Comments on the PROMISE Act
Senators Lee, Braun, and Moran introduced the “Promoting Responsibility Over Moderation In the Social-media Environment Act,” the “PROMISE Act.” (It’s a reintroduction of S. 4975 from last session). This is a transparency-focused bill that partially overlaps with last year’s PACT Act, though the PACT Act covers much more ground. Though this bill is not good policy, I see it as a more promising (see what I did there?) angle for Section 230 reform than many of its rivals.
Summary of the Bill
The bill would require interactive computer services (ICSes) that engage in interstate commerce, including “common carriers,” to publish an “information moderation policy” (that meets some statutory specifications) about how they moderate content. The failure to publish a moderation policy, or any noncompliance with the announced policy, would violate Section 5 of the FTC Act and would be enforceable by the FTC. There would be “a rebuttable presumption that a deceptive policy statement is material and likely to cause injury.”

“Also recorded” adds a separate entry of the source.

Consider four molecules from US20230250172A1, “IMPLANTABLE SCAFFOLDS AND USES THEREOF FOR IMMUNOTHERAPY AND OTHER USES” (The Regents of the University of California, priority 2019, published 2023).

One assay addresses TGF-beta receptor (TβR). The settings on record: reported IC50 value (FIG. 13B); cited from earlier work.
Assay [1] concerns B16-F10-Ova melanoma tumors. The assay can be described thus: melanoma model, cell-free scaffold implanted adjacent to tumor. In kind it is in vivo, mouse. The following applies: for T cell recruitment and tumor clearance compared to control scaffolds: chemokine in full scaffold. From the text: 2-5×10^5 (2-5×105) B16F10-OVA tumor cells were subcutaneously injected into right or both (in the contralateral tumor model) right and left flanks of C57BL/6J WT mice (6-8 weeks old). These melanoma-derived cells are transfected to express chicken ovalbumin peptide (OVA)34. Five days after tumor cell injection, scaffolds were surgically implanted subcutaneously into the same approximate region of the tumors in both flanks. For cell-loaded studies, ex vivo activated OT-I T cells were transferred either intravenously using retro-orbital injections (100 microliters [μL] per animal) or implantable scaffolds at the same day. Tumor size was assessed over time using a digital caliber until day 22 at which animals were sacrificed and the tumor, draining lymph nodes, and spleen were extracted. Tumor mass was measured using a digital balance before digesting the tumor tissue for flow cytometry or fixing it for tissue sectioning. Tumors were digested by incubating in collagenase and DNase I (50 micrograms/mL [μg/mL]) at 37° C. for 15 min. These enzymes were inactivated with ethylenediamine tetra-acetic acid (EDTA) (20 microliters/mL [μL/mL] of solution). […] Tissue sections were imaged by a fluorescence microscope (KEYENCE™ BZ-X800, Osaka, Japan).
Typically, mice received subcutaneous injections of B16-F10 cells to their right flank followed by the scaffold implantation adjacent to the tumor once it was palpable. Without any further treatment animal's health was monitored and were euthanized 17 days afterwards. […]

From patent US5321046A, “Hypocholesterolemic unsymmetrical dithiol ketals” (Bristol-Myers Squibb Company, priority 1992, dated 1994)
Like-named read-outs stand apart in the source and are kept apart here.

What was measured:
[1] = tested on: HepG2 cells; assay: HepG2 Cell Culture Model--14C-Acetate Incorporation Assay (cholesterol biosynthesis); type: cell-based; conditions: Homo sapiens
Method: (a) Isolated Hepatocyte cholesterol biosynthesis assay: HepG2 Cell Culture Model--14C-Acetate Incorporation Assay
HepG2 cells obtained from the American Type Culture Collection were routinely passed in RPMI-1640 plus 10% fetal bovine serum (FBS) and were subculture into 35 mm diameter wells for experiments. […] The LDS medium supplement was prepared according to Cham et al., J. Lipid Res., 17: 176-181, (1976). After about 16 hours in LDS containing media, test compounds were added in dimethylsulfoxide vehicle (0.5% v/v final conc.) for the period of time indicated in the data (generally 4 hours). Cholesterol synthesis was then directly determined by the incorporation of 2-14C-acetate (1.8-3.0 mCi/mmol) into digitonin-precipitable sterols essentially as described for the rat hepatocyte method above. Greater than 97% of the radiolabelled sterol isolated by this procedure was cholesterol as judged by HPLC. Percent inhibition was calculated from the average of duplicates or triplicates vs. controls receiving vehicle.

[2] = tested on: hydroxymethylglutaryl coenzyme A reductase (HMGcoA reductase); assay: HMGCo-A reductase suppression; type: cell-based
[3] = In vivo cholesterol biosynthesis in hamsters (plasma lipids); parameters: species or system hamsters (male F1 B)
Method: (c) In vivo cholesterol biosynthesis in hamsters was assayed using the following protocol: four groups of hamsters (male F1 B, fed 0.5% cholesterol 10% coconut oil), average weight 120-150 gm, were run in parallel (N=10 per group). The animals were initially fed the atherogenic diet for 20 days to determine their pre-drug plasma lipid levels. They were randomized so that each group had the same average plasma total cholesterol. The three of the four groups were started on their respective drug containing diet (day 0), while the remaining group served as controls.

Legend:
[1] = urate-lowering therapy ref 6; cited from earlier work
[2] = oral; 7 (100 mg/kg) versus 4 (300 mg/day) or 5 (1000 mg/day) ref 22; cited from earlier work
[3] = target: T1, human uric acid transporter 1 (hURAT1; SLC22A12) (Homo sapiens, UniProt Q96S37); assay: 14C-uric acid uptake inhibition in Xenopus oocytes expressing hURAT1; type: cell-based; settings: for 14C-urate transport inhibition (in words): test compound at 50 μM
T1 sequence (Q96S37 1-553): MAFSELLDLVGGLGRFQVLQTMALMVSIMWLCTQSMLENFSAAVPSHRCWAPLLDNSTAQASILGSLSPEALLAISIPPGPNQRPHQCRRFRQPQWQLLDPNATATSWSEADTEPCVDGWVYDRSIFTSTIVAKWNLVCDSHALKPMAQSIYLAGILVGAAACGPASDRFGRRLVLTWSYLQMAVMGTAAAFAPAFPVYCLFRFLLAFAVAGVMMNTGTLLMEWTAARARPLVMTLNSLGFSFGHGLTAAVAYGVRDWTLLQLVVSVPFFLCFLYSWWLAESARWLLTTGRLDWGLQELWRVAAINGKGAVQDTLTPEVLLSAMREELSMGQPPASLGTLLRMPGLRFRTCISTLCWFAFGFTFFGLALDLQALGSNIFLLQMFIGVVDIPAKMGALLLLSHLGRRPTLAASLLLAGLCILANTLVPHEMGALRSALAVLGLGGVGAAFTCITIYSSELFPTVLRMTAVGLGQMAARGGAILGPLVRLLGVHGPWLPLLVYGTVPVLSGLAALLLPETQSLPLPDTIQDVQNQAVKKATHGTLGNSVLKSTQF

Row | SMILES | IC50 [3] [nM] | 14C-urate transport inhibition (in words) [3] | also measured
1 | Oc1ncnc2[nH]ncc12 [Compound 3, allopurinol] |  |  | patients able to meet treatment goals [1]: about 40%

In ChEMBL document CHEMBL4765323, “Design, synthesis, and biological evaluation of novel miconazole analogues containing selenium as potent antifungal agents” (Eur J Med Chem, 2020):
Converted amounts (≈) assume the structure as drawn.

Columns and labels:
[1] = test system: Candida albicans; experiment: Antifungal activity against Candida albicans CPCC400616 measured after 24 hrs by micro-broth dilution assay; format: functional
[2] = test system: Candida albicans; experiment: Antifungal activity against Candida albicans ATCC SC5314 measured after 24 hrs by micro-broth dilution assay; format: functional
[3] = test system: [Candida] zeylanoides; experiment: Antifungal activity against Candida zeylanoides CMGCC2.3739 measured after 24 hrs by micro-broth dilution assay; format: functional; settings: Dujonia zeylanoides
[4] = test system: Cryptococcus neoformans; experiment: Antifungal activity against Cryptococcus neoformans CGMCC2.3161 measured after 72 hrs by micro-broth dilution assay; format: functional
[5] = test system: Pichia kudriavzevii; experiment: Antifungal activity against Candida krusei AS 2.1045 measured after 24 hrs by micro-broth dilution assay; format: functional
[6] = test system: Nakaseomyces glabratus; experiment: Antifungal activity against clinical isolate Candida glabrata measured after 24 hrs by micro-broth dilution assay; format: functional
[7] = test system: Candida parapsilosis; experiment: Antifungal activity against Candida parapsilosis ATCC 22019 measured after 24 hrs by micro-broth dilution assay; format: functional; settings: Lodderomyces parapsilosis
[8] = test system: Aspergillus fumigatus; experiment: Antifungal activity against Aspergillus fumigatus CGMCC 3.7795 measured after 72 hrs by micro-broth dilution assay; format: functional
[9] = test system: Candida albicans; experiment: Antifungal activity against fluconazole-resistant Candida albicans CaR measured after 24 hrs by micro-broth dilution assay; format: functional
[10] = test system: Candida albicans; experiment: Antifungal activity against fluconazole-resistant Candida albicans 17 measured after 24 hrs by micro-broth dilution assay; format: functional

What’s Good About the Bill
Four strengths of the bill:
1) It only addresses one problem. This is far better than omnibus reform bills like the SAFE TECH Act or the PACT Act, which package together a mélange of bad ideas into a tangled and complicated mess. If Congress wants to have a serious conversation about Section 230, single-reform bills are the way to do it.
2) It doesn’t touch Section 230 directly. Though the bill clearly targets concerns about Section 230, it doesn’t create any new Section 230 exceptions/carveouts or condition the availability of Section 230’s protection on new obligations.
3) It designates the FTC as the sole enforcement agency. It makes sense to treat transparency obligations as a consumer protection question and to designate the FTC–our nation’s top consumer protection expert–as the enforcer.
4) Transparency is a comparatively light-touch approach. Of the various themes for Section 230 reform, I think transparency is the regulatory vector that would do the least amount of harm.